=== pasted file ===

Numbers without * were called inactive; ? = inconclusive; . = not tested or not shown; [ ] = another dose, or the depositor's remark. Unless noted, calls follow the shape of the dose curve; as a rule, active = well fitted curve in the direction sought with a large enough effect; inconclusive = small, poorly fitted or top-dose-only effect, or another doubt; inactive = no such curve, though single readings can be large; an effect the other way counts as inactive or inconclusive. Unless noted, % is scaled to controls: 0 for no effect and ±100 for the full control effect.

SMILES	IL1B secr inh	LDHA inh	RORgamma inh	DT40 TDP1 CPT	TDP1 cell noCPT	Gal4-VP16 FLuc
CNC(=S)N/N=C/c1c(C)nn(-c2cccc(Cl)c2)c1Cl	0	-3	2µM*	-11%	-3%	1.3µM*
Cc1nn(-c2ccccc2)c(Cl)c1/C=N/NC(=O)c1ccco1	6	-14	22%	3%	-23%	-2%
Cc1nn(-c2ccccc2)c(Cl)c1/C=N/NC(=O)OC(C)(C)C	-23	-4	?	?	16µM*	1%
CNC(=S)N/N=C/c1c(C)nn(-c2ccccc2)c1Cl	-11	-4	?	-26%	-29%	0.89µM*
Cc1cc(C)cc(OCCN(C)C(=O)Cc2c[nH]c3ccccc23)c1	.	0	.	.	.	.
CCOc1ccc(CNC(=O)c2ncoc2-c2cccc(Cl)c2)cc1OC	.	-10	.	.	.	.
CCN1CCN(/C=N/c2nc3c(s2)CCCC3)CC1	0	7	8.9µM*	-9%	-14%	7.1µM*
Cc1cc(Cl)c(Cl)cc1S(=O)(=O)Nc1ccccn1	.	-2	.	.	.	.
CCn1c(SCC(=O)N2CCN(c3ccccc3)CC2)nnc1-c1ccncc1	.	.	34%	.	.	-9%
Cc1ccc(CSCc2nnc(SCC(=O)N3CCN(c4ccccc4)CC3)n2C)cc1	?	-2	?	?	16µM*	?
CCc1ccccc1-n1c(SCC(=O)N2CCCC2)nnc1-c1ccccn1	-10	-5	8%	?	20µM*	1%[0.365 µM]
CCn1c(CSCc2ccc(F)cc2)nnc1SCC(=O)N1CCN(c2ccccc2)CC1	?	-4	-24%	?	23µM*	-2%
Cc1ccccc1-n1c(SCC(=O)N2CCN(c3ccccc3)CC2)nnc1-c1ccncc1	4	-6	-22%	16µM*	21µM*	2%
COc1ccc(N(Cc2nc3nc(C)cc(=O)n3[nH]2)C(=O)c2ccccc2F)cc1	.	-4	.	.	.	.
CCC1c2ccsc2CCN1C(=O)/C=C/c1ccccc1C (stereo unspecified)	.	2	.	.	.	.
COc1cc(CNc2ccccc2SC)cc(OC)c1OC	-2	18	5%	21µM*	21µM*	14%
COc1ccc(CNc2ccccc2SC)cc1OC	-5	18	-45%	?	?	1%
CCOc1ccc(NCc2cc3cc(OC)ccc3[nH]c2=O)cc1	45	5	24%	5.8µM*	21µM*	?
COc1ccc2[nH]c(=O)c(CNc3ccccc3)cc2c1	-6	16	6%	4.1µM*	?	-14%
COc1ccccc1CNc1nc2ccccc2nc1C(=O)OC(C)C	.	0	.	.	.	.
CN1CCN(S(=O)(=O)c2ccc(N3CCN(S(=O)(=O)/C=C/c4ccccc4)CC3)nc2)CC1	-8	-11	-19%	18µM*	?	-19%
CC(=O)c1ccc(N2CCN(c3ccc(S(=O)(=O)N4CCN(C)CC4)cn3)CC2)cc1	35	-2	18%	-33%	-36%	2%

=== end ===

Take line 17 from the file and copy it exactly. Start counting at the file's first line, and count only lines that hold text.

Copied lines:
CCC1c2ccsc2CCN1C(=O)/C=C/c1ccccc1C (stereo unspecified)	.	2	.	.	.	.